When a person commits a crime and the government determine a punishment under state law is called criminal case. It may be either fined, imprisonment or both. In other words criminal action is brought by the government or government body to determine whether the accused individual committed the unlawful act against the provision. In simple language a criminal is an unlawful act punishable by state government, central government or both related body.
In our country criminal law is govern by India Panel Code, CRPC and Evidence Act etc. This body of rules defines conduct prohibited by the government because it threatens and harms public safety and welfare that establishes punishment to be imposed against such acts.
Criminal Procedure Code (Cr.P.C.) is the main legislation Procedure for administration of Criminal Law in India. This law was enforced in 1st April 1974. Provision of this law is the investigation of crime apprehension of suspected criminals, collection of evidence, determination of guilt or innocence of the accused individual and determination of punishment of the guilty. There are certain other laws, which have been enacted to deal with criminality in special circumstances. Unless the allegation against the accused are proved on reasonable doubt the accused is presumed to be innocents. In our country the courts particular Hi Courts and Supreme Court have been proactively guarding the rights of the accused. Article 21 of the Indian Constitution provides a highly dynamic manner to protect life and liberty as well as nights of the citizen. It also incorporates the principles of natural justice. As per Indian Criminal Law we can categorized following important types of criminal law.
- Billable Offence– under Section 436 of Cr. P.C. subject to fulfilment of certain condition if an individual commits an offence that is boilable, the police is authorized to give a bail to the accused at the time of detention or arrest.
- Non- Boilable Offence– An offence in which the bail cannot be granted without the order of a competent court. Under Section 437 and 439 of Cr. P.C. an accused can apply for grant a bail to the competent court. Grant of bail in non-boilable offence is subject to judicial discretion of the court and it is governing by the Supreme Court.
- Cognizable Offence- The offence in which a police officer can arrest without a warrant. This provision has been stated under section 2 © of Cr. P.C.
- Anticipatory Bail- under Section 438 of Cr. P.C. if a person who apprehends arrest on a wrong accusation against committing a non-boilable offence, he/she can apply for a direction to police to immediate release before a compet3ent court. The grant of such bail is discretionary and department on the nature of accusations.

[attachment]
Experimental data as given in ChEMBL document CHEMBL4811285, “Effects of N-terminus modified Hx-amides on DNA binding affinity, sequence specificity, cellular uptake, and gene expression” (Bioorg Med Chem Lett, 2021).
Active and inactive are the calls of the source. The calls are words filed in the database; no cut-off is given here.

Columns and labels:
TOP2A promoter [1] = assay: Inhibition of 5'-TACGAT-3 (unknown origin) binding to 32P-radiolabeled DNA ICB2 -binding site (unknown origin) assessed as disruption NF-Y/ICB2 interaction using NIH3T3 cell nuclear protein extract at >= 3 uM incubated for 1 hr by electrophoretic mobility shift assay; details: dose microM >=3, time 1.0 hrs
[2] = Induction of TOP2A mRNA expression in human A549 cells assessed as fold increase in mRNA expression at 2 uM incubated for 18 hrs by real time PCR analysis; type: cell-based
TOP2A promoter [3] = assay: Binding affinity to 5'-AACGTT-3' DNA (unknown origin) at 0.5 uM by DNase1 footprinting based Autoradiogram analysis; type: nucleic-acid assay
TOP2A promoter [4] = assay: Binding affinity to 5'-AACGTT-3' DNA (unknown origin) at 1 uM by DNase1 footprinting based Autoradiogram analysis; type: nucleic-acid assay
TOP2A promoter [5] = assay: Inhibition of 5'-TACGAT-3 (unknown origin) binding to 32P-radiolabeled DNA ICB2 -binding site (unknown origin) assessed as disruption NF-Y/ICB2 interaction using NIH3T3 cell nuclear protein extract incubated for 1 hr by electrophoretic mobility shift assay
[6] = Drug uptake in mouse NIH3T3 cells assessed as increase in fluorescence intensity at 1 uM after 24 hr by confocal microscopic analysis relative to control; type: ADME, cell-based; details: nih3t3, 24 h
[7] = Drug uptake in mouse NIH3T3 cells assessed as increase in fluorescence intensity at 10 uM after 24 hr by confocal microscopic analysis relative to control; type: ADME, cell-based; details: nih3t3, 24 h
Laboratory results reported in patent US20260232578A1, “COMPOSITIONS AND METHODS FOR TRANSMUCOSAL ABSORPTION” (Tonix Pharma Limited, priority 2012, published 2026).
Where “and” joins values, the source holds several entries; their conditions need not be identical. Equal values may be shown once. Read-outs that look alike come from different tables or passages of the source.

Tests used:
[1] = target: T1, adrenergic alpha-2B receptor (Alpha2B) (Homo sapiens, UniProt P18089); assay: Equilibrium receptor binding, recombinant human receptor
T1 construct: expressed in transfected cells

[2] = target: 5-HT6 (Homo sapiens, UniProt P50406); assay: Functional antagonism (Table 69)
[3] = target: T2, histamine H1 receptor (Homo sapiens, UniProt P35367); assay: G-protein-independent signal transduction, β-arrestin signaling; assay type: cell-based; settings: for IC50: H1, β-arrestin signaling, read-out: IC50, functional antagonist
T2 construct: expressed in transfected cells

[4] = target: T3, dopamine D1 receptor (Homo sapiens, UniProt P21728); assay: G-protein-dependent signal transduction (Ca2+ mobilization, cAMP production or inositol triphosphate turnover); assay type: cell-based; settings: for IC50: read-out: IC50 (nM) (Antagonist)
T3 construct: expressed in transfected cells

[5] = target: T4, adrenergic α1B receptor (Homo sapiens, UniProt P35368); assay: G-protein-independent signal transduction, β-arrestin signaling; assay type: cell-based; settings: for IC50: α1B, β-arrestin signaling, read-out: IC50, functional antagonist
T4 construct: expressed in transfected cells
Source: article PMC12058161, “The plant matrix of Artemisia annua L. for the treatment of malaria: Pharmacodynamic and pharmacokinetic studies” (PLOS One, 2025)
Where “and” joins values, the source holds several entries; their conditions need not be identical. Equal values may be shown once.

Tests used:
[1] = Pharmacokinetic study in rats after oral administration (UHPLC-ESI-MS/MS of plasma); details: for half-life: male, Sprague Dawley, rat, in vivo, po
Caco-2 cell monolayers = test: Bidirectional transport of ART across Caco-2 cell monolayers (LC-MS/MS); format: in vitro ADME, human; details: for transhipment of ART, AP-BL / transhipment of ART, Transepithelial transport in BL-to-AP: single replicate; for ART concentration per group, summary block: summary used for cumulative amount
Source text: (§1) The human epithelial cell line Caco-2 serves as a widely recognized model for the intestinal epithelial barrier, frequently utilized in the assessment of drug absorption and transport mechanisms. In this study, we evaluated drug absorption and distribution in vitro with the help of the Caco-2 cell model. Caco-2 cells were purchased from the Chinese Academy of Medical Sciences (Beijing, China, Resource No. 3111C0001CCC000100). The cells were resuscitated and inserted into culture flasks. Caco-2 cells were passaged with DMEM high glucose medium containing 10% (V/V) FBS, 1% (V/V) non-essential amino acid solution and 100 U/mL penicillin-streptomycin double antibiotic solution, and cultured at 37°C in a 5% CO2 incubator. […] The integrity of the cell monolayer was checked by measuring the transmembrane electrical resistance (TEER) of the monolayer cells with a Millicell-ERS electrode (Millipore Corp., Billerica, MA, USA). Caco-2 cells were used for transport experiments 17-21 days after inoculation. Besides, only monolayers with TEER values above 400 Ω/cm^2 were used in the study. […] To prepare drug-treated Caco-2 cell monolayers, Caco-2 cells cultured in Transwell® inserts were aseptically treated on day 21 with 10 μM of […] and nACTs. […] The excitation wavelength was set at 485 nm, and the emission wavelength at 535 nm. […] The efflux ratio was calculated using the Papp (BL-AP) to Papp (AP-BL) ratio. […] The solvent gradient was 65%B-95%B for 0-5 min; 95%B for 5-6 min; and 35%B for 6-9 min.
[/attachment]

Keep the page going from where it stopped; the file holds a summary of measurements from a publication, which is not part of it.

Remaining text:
- Non- Cognizable Offence– The offence in which a placer has no right to arrest without a warrant. This provision has been stated under section 2(1) of Cr. P.C.
- FIT (First Information Report) – FIR is a documents prepared by the Police as they receive information about the commission of a cognizable offence. It generally know for a complaint lodged with the police by the victim of cognizable offence. This complaint can be lodged either by victim or someone on his or her behalf. Place investigation follows this FIR.
Criminal cases need evidence to prove guilt. The ways through which evidence is gathered are crucial to prove either guilt or innocence before the court. If evidences are not gathered properly under timeline then the forensic value of the evidence may mean little. However the police could lock up anyone they want to crime and such action there are no rules or evidence. Indiana Evidence Act Provides the provision for such action. It refers the types of evidence (Primary and Secondary) what is admissible in the court. Often the circumstances around the criminal even are enough to prove guilt even if there are no witnesses to murder or any proof of who committed if. Such evidence is called “Circumstantial Evidence”
The criminal investigation process and prosecution in India can be initiated according to the following manner-
- Under Section 190 of Cr. P C. in case of non-cognizable offence police is not entitle to investigate the judicial process can be started by filing a criminal complaint before the competent court.
- Under Section 156 (1) of the Cr. P.C. any police officer can investigate the cognizable case even without the orders of magistrate based on the complaint/ reporting knowledge of a cognizable offence.
Under Section 190 of Cr. P.C. a criminal complaint can be filed before a magistrate in case of failure or in action to investigate a cognizable offence by a police officer. Magistrate himself can take cognizance of the case and its enquiry.